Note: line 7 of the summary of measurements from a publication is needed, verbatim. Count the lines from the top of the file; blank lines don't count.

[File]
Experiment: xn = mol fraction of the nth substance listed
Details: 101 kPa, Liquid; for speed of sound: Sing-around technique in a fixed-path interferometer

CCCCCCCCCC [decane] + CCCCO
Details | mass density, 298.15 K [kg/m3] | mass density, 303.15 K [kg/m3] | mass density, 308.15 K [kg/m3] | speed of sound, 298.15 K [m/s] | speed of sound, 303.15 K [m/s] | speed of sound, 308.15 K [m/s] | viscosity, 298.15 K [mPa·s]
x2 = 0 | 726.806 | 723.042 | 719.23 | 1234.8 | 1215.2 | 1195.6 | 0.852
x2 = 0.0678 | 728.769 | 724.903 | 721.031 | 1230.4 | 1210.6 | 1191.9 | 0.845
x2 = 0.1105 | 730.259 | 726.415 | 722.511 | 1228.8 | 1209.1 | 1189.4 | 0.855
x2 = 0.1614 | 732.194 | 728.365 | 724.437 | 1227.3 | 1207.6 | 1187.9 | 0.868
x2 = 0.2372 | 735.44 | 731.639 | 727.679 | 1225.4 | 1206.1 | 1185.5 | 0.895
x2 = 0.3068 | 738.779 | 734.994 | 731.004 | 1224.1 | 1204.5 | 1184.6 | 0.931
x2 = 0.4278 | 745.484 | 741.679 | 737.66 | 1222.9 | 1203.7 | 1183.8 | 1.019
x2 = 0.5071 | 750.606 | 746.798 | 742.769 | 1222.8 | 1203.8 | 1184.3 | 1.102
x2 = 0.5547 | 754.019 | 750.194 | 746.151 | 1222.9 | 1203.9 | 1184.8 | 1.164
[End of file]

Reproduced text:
x2 = 0.1105 | 730.259 | 726.415 | 722.511 | 1228.8 | 1209.1 | 1189.4 | 0.855